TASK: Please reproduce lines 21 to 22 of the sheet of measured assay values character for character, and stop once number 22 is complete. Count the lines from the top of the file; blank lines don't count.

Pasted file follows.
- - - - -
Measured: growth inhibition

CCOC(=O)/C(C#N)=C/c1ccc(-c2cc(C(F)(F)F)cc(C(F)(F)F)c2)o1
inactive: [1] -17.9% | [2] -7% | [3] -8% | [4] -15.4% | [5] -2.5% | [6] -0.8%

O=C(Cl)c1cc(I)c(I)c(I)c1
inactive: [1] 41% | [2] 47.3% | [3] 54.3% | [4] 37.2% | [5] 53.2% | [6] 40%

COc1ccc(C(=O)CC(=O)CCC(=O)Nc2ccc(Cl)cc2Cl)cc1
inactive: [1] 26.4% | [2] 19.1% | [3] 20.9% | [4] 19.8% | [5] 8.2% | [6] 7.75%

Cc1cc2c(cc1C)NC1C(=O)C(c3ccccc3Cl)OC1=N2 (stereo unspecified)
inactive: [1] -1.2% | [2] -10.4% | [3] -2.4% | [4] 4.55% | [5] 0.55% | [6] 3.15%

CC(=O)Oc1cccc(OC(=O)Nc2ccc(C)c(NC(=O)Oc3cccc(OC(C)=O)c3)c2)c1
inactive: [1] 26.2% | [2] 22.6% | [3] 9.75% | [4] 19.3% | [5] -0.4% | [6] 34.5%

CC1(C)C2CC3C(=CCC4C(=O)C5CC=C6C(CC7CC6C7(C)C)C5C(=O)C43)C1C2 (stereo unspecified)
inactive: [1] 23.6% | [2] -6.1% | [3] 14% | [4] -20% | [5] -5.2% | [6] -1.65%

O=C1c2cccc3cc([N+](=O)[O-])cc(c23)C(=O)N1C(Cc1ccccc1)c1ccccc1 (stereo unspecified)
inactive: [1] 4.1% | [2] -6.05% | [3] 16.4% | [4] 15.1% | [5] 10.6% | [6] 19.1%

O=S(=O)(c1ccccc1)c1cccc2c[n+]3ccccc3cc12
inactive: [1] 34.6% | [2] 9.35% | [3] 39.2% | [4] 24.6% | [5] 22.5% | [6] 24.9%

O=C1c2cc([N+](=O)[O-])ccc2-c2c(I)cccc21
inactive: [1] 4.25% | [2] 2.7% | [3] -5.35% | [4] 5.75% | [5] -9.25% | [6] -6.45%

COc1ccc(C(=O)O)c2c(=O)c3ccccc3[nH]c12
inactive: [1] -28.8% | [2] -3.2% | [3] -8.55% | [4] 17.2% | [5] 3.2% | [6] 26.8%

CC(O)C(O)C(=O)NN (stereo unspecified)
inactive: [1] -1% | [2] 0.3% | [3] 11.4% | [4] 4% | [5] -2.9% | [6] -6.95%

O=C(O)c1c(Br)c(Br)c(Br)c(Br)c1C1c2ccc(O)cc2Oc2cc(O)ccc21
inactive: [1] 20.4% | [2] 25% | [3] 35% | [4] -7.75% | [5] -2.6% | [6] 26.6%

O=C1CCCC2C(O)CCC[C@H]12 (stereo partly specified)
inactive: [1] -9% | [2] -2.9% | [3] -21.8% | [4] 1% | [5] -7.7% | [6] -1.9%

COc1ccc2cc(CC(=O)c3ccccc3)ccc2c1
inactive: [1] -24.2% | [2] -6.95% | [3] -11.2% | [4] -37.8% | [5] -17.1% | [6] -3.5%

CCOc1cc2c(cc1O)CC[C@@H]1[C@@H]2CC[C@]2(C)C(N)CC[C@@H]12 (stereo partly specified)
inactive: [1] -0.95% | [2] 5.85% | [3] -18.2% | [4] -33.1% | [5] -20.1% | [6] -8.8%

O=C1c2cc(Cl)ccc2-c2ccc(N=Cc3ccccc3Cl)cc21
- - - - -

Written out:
inactive: [1] -28.8% | [2] -3.2% | [3] -8.55% | [4] 17.2% | [5] 3.2% | [6] 26.8%

CC(O)C(O)C(=O)NN (stereo unspecified)